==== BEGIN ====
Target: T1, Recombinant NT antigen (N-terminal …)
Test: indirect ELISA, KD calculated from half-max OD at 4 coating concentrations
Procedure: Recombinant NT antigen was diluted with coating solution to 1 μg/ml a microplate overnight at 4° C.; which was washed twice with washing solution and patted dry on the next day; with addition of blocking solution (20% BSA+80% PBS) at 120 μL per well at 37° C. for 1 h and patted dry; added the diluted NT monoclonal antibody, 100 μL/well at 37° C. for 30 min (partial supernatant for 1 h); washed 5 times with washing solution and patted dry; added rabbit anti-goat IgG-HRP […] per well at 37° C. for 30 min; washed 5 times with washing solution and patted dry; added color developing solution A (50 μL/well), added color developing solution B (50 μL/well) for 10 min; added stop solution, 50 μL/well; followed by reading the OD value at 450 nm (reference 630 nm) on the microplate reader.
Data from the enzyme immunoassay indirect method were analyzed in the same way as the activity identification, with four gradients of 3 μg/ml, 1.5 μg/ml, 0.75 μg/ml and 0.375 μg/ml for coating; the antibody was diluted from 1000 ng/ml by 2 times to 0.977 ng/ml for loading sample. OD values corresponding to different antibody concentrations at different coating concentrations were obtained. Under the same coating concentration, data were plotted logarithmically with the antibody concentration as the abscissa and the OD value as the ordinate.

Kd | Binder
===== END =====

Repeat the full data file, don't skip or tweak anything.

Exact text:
Target: T1, Recombinant NT antigen (N-terminal …)
Test: indirect ELISA, KD calculated from half-max OD at 4 coating concentrations
Procedure: Recombinant NT antigen was diluted with coating solution to 1 μg/ml a microplate overnight at 4° C.; which was washed twice with washing solution and patted dry on the next day; with addition of blocking solution (20% BSA+80% PBS) at 120 μL per well at 37° C. for 1 h and patted dry; added the diluted NT monoclonal antibody, 100 μL/well at 37° C. for 30 min (partial supernatant for 1 h); washed 5 times with washing solution and patted dry; added rabbit anti-goat IgG-HRP […] per well at 37° C. for 30 min; washed 5 times with washing solution and patted dry; added color developing solution A (50 μL/well), added color developing solution B (50 μL/well) for 10 min; added stop solution, 50 μL/well; followed by reading the OD value at 450 nm (reference 630 nm) on the microplate reader.
Data from the enzyme immunoassay indirect method were analyzed in the same way as the activity identification, with four gradients of 3 μg/ml, 1.5 μg/ml, 0.75 μg/ml and 0.375 μg/ml for coating; the antibody was diluted from 1000 ng/ml by 2 times to 0.977 ng/ml for loading sample. OD values corresponding to different antibody concentrations at different coating concentrations were obtained. Under the same coating concentration, data were plotted logarithmically with the antibody concentration as the abscissa and the OD value as the ordinate.

Kd | Binder